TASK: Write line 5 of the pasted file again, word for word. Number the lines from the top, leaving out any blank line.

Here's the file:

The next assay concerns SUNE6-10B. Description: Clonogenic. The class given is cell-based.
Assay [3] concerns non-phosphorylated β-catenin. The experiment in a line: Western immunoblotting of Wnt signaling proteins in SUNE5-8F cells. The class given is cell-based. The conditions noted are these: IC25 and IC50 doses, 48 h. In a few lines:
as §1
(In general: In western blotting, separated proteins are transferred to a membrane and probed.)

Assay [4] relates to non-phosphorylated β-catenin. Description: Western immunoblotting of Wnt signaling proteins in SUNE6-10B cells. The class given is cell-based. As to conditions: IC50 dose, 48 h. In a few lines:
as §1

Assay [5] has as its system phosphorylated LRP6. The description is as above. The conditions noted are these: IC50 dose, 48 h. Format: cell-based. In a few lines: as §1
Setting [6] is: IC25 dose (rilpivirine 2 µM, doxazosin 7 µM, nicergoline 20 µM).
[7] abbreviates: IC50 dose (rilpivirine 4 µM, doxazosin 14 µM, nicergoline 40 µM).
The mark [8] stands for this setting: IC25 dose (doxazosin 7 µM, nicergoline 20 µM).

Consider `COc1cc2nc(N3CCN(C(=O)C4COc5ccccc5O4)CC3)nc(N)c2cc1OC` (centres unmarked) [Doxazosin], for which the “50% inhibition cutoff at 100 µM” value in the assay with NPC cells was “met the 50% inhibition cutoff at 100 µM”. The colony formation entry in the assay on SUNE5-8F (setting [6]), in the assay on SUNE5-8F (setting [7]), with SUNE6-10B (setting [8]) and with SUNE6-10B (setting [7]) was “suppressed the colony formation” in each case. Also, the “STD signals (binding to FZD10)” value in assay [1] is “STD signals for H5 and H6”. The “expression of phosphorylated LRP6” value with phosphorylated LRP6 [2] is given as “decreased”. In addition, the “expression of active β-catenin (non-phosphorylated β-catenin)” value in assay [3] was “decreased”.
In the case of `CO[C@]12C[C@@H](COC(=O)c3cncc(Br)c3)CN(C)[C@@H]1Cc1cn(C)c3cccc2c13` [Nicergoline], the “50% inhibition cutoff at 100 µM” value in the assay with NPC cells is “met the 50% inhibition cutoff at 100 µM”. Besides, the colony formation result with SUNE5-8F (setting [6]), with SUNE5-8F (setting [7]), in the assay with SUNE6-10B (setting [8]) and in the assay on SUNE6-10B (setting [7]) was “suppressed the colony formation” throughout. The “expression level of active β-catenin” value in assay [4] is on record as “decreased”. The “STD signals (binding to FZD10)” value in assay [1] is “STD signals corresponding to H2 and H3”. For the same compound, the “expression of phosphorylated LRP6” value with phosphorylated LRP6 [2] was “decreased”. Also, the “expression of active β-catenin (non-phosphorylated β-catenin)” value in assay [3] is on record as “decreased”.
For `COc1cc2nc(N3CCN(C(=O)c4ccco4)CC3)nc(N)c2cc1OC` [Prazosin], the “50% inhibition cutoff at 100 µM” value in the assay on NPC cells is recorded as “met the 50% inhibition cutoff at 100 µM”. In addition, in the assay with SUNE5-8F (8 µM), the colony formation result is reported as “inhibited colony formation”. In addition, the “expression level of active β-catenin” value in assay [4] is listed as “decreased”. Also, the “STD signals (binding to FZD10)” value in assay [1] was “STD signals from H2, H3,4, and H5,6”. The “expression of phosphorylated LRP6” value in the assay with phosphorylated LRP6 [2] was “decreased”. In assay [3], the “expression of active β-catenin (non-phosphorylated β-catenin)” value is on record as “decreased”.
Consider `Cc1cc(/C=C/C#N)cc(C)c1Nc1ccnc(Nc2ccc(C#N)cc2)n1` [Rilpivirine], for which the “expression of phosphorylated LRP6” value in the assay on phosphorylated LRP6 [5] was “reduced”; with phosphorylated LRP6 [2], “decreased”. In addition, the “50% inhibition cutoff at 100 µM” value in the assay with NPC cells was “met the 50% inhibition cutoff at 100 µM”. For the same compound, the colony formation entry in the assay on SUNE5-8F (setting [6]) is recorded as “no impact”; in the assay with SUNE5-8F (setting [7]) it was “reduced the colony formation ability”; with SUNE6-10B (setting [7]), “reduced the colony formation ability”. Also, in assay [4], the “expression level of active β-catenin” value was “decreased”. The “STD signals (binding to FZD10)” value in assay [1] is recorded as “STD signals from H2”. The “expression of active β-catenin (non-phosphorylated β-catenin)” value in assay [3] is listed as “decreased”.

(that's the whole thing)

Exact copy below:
Assay [4] relates to non-phosphorylated β-catenin. Description: Western immunoblotting of Wnt signaling proteins in SUNE6-10B cells. The class given is cell-based. As to conditions: IC50 dose, 48 h. In a few lines: